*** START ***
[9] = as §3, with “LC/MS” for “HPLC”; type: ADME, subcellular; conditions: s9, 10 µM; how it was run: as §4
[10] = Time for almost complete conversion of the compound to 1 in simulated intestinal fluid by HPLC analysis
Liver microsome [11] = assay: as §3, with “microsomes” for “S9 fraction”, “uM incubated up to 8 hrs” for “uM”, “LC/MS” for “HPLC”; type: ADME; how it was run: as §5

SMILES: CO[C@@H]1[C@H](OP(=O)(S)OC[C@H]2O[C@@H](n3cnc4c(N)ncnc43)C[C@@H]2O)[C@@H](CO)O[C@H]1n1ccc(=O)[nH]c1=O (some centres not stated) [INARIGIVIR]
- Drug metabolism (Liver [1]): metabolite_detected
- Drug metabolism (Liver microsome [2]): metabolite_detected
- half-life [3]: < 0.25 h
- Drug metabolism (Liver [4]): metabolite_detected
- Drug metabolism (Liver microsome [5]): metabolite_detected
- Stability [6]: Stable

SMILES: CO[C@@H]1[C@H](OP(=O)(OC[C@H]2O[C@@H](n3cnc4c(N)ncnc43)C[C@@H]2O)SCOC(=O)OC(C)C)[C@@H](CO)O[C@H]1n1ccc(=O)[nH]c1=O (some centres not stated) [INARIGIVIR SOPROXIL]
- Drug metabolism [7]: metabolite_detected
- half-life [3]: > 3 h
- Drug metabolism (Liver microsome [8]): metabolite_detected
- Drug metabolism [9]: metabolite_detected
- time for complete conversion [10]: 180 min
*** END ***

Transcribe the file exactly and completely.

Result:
[9] = as §3, with “LC/MS” for “HPLC”; type: ADME, subcellular; conditions: s9, 10 µM; how it was run: as §4
[10] = Time for almost complete conversion of the compound to 1 in simulated intestinal fluid by HPLC analysis
Liver microsome [11] = assay: as §3, with “microsomes” for “S9 fraction”, “uM incubated up to 8 hrs” for “uM”, “LC/MS” for “HPLC”; type: ADME; how it was run: as §5

SMILES: CO[C@@H]1[C@H](OP(=O)(S)OC[C@H]2O[C@@H](n3cnc4c(N)ncnc43)C[C@@H]2O)[C@@H](CO)O[C@H]1n1ccc(=O)[nH]c1=O (some centres not stated) [INARIGIVIR]
- Drug metabolism (Liver [1]): metabolite_detected
- Drug metabolism (Liver microsome [2]): metabolite_detected
- half-life [3]: < 0.25 h
- Drug metabolism (Liver [4]): metabolite_detected
- Drug metabolism (Liver microsome [5]): metabolite_detected
- Stability [6]: Stable

SMILES: CO[C@@H]1[C@H](OP(=O)(OC[C@H]2O[C@@H](n3cnc4c(N)ncnc43)C[C@@H]2O)SCOC(=O)OC(C)C)[C@@H](CO)O[C@H]1n1ccc(=O)[nH]c1=O (some centres not stated) [INARIGIVIR SOPROXIL]
- Drug metabolism [7]: metabolite_detected
- half-life [3]: > 3 h
- Drug metabolism (Liver microsome [8]): metabolite_detected
- Drug metabolism [9]: metabolite_detected
- time for complete conversion [10]: 180 min